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Nov 3, 2022

As always, each episode of The Nick Taylor Horror Show explores how today's horror filmmakers are getting their movies made while deconstructing their methods and career strategies into practical insights that you can use on your own horror filmmaking journey. This includes their creative processes, funding resources, favorite books & tools, key life lessons, and much much more.

Jean Luc Herbulot is a Congolese writer & director known for Dealer (2014) and the TV show Sakho & Mangane. His most recent movie is Saloum, a Senegalese horror-thriller about a trio of mercenaries escaping the 2003 coup d'état in Guinea-Bissau before taking refuge in a hidden region on the Saloum river of Senegal only to be at the mercy of supernatural forces.

So... I think I'm going to go ahead and say this was my favorite horror movie of the year. Yes, I know, SMILE, BARBARIAN, TERRIFIER 2, etc., etc., but there was something so fresh, so unique, and so stylish and memorable about this movie, the characters, the approach to horror, everything. I was thinking about the characters for weeks afterward, and overall, I thought it was a very fine film.

There's just something very refreshing about being exposed to a culture you know very little about in the context of a horror movie that brings into the picture lesser-known supernatural legends. Africa is abundantly rich with mythology around monsters, ghosts, and demons, and Saloum dives into this while delivering a kick-ass movie. Seriously, just see it and let me know what you think.

Jean Luc is a very passionate filmmaker and was a bunch of fun to talk to. We got into the making of Saloum, how he funded it with his own money and the difficulties and benefits of shooting in Senegal. 

Here are some key takeaways from this conversation with Jean Luc. 


Dig in untapped mines.

Saloum was one of the freshest and most unique horror movies of the past few years. It made me realize the horror genre is getting saturated with very common western horror tropes that seem to repeat themselves. There are not a lot of African horror movies (two other really good ones are Atlantics and His House, both streaming on Netflix), but there are so many other countries, cultures, and mythologies to explore through horror. In the case of Jean Luc, there was a lot of rich African mythology to explore when crafting his supernatural horror element. Consider digging into the mythology of your own heritage for lesser-known stories that could lend themselves to horror. The genre needs it, and it's what keeps movies fresh, unique, and authentic.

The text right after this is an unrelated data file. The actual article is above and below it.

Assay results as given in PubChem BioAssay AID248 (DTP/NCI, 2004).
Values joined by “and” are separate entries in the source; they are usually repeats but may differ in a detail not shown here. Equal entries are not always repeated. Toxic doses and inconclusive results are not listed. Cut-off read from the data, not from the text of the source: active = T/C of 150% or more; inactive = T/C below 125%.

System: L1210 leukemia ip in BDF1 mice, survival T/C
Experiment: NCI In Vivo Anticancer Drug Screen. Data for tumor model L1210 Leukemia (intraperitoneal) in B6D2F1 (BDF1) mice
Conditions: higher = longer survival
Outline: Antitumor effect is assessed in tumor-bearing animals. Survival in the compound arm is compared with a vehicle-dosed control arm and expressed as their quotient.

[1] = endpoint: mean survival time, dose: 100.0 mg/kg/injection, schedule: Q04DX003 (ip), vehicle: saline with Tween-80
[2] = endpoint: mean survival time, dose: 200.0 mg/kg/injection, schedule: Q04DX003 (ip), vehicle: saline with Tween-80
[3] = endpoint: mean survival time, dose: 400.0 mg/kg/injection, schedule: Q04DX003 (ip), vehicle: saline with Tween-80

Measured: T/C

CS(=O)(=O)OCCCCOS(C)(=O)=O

Characters First.

One of the strongest elements of Saloum was the characters. They were some of the coolest I've seen outside of the Tarantino universe, and like I said, I was thinking about them for weeks afterward and would love to see them show up in more movies. Jean Luc began with the characters about ten years before finally putting pen to paper to write Saloum. As a result, they were fully developed and came from his own want for African heroes in his youth. Consider crafting your characters first and then finding a story that allows them and their identities to shine.


Work that side hustle. Jean Luc funded the majority of the movie from profits made directing and producing commercials. With a concept like Saloum, it likely would have been difficult to apply for funding so having a side career that allows you to both flex your filmmaking abilities while making money in a way you can scale up and down gives you a ton of freedom. This might not be a realistic funding strategy for everyone, but it worked for Jean Luc. Consider using your directing abilities in other profitable arenas, and you might be able to fund all or part of your movie through that.

In any case, don't forget to check out Saloum, now streaming on Shudder, and Jean Luc's tv show, Sakho & Mangane on Netflix. Thanks again for listening. 


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